A dear friend and magnificent therapist, Jane Thatcher, has opened up shop in Broomfield, CO! She's a therapist, professional musician and owns a music school--she's a force! Her focus clinically is motherhood, anxiety, depression and religious trauma. She utilizes traditional talk therapy as well as writing therapy (did I mention she works w homeless individuals at the Denver Public Library doing creative writing?!?!) She's amazing!
In the last few years I have experienced a brand new humanity. In honor of being painfully authentic, and not perpetuating perfection myths, I'll share something personal. Being pregnant over 2 years ago now was a nightmare. I was sick (and I mean peeing while throwing up kind of sick!) from week 6-40. All the women who I knew who said being pregnant was really one of the most special times in their lives were now coming out of the woodwork to say how difficult it was for one reason or another. You name it: pre-partum identity crisis, not-being-a-fun-wife, feeling vulnerable about the upcoming inability to focus on a career they had long suffered for, wondering if they'd actually love this fetus when it eventually came out, depression, etc. It was shocking...why didn't everyone talk about this when I was non-barfy? Did they think they needed to make it look pretty, that somehow their experience pregnant (and I'll write more about post-partum later) reflected the love of their baby?
The more I barfed, peed, cried (often all 3), the more I said "this is really hard", the more women wanted to talk.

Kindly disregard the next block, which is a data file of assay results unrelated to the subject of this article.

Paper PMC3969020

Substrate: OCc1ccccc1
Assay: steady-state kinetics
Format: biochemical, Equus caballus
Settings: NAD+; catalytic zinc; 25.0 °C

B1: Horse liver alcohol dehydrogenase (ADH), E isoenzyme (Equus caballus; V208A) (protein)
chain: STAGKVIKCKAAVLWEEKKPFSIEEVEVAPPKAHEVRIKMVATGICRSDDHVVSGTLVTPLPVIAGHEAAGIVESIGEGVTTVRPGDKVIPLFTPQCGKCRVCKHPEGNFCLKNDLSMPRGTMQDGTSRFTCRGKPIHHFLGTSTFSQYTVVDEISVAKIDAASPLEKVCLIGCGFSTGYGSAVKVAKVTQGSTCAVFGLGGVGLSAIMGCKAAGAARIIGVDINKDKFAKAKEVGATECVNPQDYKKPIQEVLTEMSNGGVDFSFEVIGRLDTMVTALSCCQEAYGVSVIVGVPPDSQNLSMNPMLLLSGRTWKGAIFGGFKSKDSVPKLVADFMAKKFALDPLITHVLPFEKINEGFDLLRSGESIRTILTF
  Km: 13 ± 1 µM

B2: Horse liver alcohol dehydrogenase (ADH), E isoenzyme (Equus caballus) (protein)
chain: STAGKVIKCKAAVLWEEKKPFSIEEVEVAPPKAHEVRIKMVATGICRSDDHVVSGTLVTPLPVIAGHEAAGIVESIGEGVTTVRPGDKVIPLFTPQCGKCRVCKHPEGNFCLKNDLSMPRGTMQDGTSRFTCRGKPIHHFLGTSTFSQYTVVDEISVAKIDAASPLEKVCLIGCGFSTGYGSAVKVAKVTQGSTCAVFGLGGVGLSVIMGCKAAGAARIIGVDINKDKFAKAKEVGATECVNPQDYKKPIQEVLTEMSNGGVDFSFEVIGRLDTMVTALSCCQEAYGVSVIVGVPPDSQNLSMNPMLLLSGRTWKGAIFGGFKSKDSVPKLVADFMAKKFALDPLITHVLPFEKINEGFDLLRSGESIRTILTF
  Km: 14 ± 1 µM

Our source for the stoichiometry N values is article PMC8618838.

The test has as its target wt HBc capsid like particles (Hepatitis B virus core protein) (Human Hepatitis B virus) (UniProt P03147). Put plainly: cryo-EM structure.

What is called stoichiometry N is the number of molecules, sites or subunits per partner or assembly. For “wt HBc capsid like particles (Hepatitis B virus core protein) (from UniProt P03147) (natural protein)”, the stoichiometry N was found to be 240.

I say this in the hopes that we all (husbands/ partners as well) decide to share the struggle rather than perpetuate the myth of perfection. Go out there--- cry in public b/c it's your 3rd breakfast of the day and dammit, this one better stay down b/c you have a 9am meeting!
Instagram, Facebook, Snapchat, Linked-in.... the list goes on and on and on. These platforms can be so incredible to share our lives but also so hollow when it comes to real connection not to mention the pressure to stay current on people's lives. I recently have been met w a rash of "ohh, I saw your trip, it looked amazing and the baby is adorable, that dish you cooked for your Dad's bday looked awesome!" (said by someone who has not called my phone or emailed me or even texted me in eons) and in response to "how have you been?', I've been met w friends and acquaintances saying, 'well you saw that guy I went to dinner with last weekend.." EEEEK...I did not see that guy, should I be scheduling time before a coffee w a friend to research their social media for things I should know? When was ‘catching up” not realllly catching up. I really would love to chat about that trip or have you meet my baby or share that recipe of the pic you 'liked'...shoot, I'd even love to cook it for you but didn't even know you were that interested in my life.
The question is: am I flattered? Yes. Were they probably bored at work or unwinding after work? Yes. Big question: When you receive 'likes', do you really feel liked? If we as humans are really pack animals, as we’re designed to be, we need to spend less time “liking” and more time doing that which really shows care and love: picking up the phone, scheduling a coffee.
Think about the last time you really felt connected to through social media…and is there more you’d like.
An incredible older adolescent and adult psychiatrist has finally planted roots in Golden, CO!!!! I'm pleased to announce Dr. Heather Newman to Golden, CO! I endorse her philosophy towards patient attentiveness and care and her approach to medication management 100%! Take a peek at her website: www.frontrangepsychiatry.com It's always a gift to have another like-minded, loving practitioner to entrust with the women I care so much for!